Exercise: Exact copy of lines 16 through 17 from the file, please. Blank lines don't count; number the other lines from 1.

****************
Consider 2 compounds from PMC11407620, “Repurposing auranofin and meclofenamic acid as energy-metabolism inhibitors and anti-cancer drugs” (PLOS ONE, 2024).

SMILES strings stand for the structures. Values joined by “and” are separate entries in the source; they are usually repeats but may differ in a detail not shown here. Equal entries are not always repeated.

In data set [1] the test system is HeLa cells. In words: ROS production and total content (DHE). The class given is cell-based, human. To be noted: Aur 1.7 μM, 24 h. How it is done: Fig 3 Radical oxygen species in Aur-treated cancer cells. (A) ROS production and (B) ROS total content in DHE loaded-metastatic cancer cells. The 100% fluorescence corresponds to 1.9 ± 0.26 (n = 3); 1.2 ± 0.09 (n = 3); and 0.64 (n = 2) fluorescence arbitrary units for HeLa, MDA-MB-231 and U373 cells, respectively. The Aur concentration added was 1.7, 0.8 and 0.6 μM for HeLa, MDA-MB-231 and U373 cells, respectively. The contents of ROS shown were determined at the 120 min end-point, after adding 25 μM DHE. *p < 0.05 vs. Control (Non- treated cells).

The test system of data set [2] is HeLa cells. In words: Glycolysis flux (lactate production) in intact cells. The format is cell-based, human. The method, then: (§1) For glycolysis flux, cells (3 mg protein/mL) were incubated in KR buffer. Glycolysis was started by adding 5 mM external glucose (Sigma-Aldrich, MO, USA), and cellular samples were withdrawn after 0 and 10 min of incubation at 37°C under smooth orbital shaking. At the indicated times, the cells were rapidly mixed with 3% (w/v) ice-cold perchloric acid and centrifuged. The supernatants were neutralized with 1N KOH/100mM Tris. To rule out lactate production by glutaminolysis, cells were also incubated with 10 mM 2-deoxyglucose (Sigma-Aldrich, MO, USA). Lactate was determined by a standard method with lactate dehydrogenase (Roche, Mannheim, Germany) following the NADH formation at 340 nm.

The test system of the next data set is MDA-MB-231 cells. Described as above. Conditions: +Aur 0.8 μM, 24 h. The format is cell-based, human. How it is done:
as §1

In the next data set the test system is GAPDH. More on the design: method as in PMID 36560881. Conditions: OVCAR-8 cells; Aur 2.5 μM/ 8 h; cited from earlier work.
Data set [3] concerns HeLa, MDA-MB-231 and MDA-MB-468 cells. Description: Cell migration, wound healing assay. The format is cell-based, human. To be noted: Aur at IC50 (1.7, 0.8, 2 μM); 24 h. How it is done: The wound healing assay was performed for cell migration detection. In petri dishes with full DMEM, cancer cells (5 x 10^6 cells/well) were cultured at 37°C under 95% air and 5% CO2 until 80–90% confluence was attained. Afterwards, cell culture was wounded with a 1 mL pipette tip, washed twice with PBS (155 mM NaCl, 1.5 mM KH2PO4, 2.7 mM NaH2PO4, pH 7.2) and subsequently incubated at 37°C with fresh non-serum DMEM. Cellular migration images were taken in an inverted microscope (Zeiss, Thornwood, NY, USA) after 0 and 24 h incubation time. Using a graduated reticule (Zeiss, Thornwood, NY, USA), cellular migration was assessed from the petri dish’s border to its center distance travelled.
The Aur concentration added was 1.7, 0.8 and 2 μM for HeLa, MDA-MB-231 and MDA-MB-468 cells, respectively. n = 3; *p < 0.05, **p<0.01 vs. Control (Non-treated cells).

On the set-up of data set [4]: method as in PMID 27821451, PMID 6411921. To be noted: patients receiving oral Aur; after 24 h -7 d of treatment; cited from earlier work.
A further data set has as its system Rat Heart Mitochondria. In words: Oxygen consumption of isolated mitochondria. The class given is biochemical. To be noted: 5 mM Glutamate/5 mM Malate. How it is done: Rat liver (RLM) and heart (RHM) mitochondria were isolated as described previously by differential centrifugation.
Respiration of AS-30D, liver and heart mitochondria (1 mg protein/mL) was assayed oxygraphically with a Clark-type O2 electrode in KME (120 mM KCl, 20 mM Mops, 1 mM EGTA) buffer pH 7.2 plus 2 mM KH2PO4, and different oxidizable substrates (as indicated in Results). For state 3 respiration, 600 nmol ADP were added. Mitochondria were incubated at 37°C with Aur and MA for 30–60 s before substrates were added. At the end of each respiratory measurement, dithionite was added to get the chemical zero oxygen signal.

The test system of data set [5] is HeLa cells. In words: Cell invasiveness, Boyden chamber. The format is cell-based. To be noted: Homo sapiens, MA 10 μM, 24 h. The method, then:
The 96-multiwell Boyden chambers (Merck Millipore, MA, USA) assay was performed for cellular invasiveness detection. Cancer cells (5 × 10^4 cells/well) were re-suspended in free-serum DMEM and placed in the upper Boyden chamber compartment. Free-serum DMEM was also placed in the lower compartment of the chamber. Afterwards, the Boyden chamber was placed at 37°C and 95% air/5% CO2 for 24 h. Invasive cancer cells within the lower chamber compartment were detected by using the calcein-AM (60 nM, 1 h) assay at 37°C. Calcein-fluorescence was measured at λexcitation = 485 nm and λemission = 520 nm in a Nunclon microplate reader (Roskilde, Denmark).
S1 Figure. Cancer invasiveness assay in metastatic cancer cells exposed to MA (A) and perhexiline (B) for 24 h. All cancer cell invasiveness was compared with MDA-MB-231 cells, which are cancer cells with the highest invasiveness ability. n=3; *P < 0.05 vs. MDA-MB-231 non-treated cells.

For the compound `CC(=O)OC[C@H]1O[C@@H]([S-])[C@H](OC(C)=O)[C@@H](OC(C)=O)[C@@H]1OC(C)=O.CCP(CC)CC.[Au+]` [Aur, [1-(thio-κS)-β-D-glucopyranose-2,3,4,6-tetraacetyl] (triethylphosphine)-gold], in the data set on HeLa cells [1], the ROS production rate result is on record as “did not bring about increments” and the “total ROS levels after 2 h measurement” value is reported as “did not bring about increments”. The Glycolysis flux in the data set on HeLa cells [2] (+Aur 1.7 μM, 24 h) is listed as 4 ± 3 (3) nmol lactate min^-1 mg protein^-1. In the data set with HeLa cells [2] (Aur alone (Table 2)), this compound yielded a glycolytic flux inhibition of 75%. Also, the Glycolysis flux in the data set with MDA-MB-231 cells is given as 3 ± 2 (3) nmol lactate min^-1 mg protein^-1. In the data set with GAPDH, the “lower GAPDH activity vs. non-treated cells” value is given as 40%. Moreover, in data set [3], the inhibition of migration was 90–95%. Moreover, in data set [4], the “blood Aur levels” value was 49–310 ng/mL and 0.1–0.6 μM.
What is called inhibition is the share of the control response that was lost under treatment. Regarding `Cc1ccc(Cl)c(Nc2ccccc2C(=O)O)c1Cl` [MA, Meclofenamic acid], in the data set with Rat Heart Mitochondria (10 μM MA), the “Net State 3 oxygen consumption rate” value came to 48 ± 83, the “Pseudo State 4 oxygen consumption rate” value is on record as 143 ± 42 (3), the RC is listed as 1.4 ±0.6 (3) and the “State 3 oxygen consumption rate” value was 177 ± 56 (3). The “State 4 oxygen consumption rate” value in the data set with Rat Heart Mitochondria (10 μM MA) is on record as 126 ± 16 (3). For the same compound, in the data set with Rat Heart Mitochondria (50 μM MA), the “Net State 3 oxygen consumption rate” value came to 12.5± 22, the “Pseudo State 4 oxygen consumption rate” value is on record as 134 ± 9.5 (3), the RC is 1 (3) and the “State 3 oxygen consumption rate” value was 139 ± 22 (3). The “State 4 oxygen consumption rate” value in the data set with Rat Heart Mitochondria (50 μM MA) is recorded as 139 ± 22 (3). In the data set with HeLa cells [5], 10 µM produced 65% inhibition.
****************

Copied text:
For the compound `CC(=O)OC[C@H]1O[C@@H]([S-])[C@H](OC(C)=O)[C@@H](OC(C)=O)[C@@H]1OC(C)=O.CCP(CC)CC.[Au+]` [Aur, [1-(thio-κS)-β-D-glucopyranose-2,3,4,6-tetraacetyl] (triethylphosphine)-gold], in the data set on HeLa cells [1], the ROS production rate result is on record as “did not bring about increments” and the “total ROS levels after 2 h measurement” value is reported as “did not bring about increments”. The Glycolysis flux in the data set on HeLa cells [2] (+Aur 1.7 μM, 24 h) is listed as 4 ± 3 (3) nmol lactate min^-1 mg protein^-1. In the data set with HeLa cells [2] (Aur alone (Table 2)), this compound yielded a glycolytic flux inhibition of 75%. Also, the Glycolysis flux in the data set with MDA-MB-231 cells is given as 3 ± 2 (3) nmol lactate min^-1 mg protein^-1. In the data set with GAPDH, the “lower GAPDH activity vs. non-treated cells” value is given as 40%. Moreover, in data set [3], the inhibition of migration was 90–95%. Moreover, in data set [4], the “blood Aur levels” value was 49–310 ng/mL and 0.1–0.6 μM.
What is called inhibition is the share of the control response that was lost under treatment. Regarding `Cc1ccc(Cl)c(Nc2ccccc2C(=O)O)c1Cl` [MA, Meclofenamic acid], in the data set with Rat Heart Mitochondria (10 μM MA), the “Net State 3 oxygen consumption rate” value came to 48 ± 83, the “Pseudo State 4 oxygen consumption rate” value is on record as 143 ± 42 (3), the RC is listed as 1.4 ±0.6 (3) and the “State 3 oxygen consumption rate” value was 177 ± 56 (3). The “State 4 oxygen consumption rate” value in the data set with Rat Heart Mitochondria (10 μM MA) is on record as 126 ± 16 (3). For the same compound, in the data set with Rat Heart Mitochondria (50 μM MA), the “Net State 3 oxygen consumption rate” value came to 12.5± 22, the “Pseudo State 4 oxygen consumption rate” value is on record as 134 ± 9.5 (3), the RC is 1 (3) and the “State 3 oxygen consumption rate” value was 139 ± 22 (3). The “State 4 oxygen consumption rate” value in the data set with Rat Heart Mitochondria (50 μM MA) is recorded as 139 ± 22 (3). In the data set with HeLa cells [5], 10 µM produced 65% inhibition.